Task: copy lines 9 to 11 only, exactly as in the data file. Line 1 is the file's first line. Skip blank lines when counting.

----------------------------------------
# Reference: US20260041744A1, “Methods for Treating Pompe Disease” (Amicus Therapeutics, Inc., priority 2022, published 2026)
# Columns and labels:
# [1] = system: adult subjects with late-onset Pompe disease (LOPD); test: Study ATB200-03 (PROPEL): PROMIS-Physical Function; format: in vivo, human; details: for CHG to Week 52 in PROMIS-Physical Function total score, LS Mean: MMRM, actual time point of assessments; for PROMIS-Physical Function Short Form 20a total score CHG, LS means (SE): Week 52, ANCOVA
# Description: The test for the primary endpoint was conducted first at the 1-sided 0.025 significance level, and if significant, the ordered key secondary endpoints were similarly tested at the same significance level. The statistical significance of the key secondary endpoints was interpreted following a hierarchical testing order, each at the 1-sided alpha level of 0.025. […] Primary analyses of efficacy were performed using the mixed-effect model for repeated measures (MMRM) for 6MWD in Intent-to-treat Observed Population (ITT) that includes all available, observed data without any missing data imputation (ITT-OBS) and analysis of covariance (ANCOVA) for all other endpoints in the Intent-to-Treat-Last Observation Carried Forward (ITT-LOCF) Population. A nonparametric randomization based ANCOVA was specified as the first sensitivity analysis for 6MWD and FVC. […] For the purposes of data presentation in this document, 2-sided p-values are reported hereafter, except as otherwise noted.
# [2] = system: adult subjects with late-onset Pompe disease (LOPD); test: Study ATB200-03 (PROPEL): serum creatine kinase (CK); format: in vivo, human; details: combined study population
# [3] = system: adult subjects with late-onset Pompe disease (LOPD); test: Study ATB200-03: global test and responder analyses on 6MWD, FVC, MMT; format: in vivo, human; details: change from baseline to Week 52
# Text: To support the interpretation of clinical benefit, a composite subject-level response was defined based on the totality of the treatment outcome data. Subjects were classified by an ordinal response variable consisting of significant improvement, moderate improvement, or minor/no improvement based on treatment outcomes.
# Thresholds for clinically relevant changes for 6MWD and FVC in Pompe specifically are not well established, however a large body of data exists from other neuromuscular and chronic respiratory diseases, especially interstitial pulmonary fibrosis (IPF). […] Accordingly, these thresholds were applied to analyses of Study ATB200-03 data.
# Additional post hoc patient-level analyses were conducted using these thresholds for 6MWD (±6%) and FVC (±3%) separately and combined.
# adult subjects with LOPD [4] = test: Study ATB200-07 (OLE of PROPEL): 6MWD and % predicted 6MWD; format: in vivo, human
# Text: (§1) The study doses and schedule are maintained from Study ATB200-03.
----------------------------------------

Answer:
# Additional post hoc patient-level analyses were conducted using these thresholds for 6MWD (±6%) and FVC (±3%) separately and combined.
# adult subjects with LOPD [4] = test: Study ATB200-07 (OLE of PROPEL): 6MWD and % predicted 6MWD; format: in vivo, human
# Text: (§1) The study doses and schedule are maintained from Study ATB200-03.